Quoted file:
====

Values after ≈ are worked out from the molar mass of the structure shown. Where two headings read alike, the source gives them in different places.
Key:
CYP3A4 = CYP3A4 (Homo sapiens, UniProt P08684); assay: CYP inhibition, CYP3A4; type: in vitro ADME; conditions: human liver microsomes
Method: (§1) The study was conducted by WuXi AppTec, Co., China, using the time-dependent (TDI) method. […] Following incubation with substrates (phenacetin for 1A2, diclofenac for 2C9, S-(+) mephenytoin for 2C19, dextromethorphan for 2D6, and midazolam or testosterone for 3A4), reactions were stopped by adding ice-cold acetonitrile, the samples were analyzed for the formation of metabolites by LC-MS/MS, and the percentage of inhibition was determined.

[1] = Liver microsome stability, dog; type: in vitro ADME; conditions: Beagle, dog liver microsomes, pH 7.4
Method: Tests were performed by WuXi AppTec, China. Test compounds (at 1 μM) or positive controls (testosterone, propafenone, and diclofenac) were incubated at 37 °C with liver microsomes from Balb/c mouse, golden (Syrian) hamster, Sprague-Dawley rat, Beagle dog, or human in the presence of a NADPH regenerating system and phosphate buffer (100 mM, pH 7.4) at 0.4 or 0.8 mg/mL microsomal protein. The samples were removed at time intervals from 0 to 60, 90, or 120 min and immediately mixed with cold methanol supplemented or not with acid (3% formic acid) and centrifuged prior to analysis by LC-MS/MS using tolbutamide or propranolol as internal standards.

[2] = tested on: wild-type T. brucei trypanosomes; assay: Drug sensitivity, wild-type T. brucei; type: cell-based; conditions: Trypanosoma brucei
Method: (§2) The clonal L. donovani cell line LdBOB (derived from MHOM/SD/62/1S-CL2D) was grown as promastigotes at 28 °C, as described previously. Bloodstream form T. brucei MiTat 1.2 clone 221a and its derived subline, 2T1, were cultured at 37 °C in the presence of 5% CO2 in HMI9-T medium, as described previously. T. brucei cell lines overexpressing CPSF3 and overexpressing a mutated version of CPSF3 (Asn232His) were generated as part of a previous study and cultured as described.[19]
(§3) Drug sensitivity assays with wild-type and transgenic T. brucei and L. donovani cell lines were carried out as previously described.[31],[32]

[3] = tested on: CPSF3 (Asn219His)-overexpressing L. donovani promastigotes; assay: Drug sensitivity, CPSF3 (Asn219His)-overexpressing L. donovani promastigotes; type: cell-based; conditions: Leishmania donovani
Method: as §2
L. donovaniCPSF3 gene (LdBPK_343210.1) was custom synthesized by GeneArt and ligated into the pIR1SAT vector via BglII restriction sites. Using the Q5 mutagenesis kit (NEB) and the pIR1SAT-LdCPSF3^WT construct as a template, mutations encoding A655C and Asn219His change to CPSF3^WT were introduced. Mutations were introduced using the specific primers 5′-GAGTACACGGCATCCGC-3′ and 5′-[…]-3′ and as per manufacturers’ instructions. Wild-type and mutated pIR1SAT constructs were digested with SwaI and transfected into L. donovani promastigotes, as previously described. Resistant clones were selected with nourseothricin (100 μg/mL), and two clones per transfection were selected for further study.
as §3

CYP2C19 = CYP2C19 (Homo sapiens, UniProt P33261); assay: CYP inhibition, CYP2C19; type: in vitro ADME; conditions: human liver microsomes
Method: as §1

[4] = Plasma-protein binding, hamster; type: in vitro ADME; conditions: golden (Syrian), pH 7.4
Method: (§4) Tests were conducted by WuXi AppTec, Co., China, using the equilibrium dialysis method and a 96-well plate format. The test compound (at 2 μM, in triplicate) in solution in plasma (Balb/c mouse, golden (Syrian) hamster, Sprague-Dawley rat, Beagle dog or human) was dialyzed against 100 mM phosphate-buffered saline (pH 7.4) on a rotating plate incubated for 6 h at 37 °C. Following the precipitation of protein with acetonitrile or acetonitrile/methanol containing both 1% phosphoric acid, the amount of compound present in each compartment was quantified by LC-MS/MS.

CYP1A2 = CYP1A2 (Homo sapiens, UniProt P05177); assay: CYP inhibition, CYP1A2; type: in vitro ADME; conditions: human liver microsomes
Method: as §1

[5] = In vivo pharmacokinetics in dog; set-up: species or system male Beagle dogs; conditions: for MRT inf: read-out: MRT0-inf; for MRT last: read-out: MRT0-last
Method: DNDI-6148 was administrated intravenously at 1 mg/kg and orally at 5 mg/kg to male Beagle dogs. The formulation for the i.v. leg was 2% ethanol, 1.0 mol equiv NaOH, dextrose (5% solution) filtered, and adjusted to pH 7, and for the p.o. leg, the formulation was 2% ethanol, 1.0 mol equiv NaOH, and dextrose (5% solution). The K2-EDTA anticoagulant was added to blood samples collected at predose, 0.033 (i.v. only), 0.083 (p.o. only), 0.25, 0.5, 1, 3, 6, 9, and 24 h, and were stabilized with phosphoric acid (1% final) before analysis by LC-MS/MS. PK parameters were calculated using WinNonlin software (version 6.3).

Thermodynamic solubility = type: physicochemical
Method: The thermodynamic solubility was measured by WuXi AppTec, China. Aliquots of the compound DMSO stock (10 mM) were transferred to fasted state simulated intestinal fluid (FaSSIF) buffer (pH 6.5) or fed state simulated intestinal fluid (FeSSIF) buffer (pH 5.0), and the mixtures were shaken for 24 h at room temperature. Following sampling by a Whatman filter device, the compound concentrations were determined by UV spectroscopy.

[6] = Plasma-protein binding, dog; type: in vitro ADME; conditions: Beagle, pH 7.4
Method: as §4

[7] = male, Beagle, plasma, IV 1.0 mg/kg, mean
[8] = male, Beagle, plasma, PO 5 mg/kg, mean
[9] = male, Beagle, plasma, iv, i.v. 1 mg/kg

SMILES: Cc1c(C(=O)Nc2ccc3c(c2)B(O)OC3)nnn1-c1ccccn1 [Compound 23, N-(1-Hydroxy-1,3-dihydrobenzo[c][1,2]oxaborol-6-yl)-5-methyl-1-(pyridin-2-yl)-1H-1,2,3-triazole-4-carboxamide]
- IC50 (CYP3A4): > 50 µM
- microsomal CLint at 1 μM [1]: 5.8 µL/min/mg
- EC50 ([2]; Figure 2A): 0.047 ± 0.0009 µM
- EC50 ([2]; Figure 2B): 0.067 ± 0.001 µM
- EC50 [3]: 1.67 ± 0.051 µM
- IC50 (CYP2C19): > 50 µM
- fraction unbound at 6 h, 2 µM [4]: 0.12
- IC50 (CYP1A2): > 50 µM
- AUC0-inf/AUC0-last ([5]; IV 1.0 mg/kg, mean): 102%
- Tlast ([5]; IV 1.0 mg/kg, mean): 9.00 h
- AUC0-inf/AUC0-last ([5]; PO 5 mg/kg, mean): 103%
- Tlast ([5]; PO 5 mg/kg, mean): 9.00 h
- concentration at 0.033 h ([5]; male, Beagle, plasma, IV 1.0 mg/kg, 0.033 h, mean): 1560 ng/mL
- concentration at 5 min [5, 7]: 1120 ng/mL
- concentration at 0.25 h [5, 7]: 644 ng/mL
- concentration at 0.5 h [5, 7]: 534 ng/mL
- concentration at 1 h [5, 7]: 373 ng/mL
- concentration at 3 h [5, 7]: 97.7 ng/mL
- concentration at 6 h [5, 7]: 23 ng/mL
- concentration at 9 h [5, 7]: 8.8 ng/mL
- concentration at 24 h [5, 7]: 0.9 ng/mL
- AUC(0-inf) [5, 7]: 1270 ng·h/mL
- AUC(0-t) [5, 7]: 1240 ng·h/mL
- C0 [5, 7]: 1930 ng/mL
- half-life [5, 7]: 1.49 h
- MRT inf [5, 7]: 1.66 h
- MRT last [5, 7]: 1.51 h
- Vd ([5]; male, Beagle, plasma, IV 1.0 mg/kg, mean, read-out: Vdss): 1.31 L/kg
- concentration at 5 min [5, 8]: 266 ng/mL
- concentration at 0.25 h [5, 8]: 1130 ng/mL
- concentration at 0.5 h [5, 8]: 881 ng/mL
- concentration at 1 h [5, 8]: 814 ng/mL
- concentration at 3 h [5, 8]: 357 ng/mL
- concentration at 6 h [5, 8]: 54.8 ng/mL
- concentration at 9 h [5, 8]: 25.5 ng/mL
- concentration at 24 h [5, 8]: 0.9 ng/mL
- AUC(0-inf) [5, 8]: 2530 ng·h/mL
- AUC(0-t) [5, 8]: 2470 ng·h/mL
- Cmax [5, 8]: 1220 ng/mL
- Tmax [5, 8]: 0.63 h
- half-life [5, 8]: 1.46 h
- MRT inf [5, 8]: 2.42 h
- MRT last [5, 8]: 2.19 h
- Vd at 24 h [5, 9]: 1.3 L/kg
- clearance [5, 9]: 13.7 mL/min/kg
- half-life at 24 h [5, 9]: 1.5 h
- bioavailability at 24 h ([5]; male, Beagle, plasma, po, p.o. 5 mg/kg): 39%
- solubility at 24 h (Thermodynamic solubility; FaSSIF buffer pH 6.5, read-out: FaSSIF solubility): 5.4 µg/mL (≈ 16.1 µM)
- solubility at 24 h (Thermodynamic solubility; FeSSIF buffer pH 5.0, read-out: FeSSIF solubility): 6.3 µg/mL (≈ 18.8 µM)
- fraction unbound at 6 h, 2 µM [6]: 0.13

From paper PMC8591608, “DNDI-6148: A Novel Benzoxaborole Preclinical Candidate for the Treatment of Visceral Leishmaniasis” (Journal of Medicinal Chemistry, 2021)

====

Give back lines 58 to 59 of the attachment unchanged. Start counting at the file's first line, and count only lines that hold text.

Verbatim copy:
- concentration at 5 min [5, 8]: 266 ng/mL
- concentration at 0.25 h [5, 8]: 1130 ng/mL